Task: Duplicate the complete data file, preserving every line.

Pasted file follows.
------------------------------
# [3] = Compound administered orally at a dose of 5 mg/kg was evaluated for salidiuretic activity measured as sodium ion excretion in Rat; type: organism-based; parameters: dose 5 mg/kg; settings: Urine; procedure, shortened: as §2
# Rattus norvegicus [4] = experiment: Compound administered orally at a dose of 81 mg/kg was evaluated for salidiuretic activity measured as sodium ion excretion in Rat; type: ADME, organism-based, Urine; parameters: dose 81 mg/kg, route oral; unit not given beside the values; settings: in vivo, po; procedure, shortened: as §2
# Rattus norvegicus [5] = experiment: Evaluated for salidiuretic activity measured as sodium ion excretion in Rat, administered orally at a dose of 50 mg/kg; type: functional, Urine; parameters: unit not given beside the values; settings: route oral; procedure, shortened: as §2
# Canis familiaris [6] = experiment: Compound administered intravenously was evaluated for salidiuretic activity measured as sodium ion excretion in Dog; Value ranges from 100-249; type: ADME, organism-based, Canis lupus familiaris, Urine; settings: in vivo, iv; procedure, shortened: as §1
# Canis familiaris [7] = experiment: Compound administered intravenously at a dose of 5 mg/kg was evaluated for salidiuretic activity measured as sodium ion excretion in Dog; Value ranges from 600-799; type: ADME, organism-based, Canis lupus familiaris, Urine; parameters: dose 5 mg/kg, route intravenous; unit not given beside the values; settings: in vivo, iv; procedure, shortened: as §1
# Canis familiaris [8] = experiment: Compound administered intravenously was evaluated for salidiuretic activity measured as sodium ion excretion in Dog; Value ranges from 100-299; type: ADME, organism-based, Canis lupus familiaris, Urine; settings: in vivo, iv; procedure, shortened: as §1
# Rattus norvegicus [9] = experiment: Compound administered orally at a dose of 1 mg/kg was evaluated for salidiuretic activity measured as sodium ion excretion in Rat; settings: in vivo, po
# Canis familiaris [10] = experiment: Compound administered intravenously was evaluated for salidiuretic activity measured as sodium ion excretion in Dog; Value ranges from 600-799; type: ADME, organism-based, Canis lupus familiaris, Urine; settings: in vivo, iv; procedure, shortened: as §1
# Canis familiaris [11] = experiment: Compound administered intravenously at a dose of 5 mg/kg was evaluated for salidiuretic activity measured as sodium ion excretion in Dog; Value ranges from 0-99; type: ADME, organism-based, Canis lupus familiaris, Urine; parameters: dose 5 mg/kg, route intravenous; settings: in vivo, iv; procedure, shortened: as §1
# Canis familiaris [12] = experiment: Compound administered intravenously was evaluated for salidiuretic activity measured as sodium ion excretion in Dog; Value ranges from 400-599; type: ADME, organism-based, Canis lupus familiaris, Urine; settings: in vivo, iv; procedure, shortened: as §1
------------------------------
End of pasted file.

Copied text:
# [3] = Compound administered orally at a dose of 5 mg/kg was evaluated for salidiuretic activity measured as sodium ion excretion in Rat; type: organism-based; parameters: dose 5 mg/kg; settings: Urine; procedure, shortened: as §2
# Rattus norvegicus [4] = experiment: Compound administered orally at a dose of 81 mg/kg was evaluated for salidiuretic activity measured as sodium ion excretion in Rat; type: ADME, organism-based, Urine; parameters: dose 81 mg/kg, route oral; unit not given beside the values; settings: in vivo, po; procedure, shortened: as §2
# Rattus norvegicus [5] = experiment: Evaluated for salidiuretic activity measured as sodium ion excretion in Rat, administered orally at a dose of 50 mg/kg; type: functional, Urine; parameters: unit not given beside the values; settings: route oral; procedure, shortened: as §2
# Canis familiaris [6] = experiment: Compound administered intravenously was evaluated for salidiuretic activity measured as sodium ion excretion in Dog; Value ranges from 100-249; type: ADME, organism-based, Canis lupus familiaris, Urine; settings: in vivo, iv; procedure, shortened: as §1
# Canis familiaris [7] = experiment: Compound administered intravenously at a dose of 5 mg/kg was evaluated for salidiuretic activity measured as sodium ion excretion in Dog; Value ranges from 600-799; type: ADME, organism-based, Canis lupus familiaris, Urine; parameters: dose 5 mg/kg, route intravenous; unit not given beside the values; settings: in vivo, iv; procedure, shortened: as §1
# Canis familiaris [8] = experiment: Compound administered intravenously was evaluated for salidiuretic activity measured as sodium ion excretion in Dog; Value ranges from 100-299; type: ADME, organism-based, Canis lupus familiaris, Urine; settings: in vivo, iv; procedure, shortened: as §1
# Rattus norvegicus [9] = experiment: Compound administered orally at a dose of 1 mg/kg was evaluated for salidiuretic activity measured as sodium ion excretion in Rat; settings: in vivo, po
# Canis familiaris [10] = experiment: Compound administered intravenously was evaluated for salidiuretic activity measured as sodium ion excretion in Dog; Value ranges from 600-799; type: ADME, organism-based, Canis lupus familiaris, Urine; settings: in vivo, iv; procedure, shortened: as §1
# Canis familiaris [11] = experiment: Compound administered intravenously at a dose of 5 mg/kg was evaluated for salidiuretic activity measured as sodium ion excretion in Dog; Value ranges from 0-99; type: ADME, organism-based, Canis lupus familiaris, Urine; parameters: dose 5 mg/kg, route intravenous; settings: in vivo, iv; procedure, shortened: as §1
# Canis familiaris [12] = experiment: Compound administered intravenously was evaluated for salidiuretic activity measured as sodium ion excretion in Dog; Value ranges from 400-599; type: ADME, organism-based, Canis lupus familiaris, Urine; settings: in vivo, iv; procedure, shortened: as §1